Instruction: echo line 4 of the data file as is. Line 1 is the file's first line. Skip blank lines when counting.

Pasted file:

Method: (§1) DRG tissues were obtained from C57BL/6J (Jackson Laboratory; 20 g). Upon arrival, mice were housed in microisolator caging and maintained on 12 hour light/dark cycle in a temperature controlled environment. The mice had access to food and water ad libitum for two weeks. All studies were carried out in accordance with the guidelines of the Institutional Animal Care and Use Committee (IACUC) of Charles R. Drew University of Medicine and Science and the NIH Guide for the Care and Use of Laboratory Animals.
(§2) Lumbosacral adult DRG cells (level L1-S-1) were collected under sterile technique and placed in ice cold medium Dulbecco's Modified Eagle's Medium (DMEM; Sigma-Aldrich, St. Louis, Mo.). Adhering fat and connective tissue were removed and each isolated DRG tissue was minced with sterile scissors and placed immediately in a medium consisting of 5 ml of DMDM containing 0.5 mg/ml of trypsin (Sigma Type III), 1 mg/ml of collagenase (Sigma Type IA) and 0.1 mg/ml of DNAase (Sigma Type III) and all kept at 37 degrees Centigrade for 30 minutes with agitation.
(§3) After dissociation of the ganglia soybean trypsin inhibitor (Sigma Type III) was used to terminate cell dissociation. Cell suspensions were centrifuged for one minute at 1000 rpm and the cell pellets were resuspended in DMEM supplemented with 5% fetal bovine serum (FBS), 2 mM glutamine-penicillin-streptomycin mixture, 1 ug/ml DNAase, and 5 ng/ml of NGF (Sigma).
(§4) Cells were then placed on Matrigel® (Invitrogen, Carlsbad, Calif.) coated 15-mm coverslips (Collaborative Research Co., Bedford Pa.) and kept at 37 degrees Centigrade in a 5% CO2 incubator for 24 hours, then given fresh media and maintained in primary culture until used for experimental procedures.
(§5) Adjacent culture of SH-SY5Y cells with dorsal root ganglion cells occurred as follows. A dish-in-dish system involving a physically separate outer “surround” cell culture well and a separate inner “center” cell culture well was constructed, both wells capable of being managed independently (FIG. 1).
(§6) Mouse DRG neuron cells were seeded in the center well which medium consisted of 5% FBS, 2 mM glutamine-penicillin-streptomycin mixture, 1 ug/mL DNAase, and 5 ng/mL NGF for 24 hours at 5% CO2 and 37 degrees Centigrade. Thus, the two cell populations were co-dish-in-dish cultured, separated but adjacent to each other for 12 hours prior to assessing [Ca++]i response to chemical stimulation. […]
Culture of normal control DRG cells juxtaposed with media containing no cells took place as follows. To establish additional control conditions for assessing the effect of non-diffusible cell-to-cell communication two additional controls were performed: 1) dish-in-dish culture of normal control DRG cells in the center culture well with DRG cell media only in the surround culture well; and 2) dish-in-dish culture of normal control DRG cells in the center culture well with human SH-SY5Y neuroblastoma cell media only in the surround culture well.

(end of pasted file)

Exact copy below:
(§4) Cells were then placed on Matrigel® (Invitrogen, Carlsbad, Calif.) coated 15-mm coverslips (Collaborative Research Co., Bedford Pa.) and kept at 37 degrees Centigrade in a 5% CO2 incubator for 24 hours, then given fresh media and maintained in primary culture until used for experimental procedures.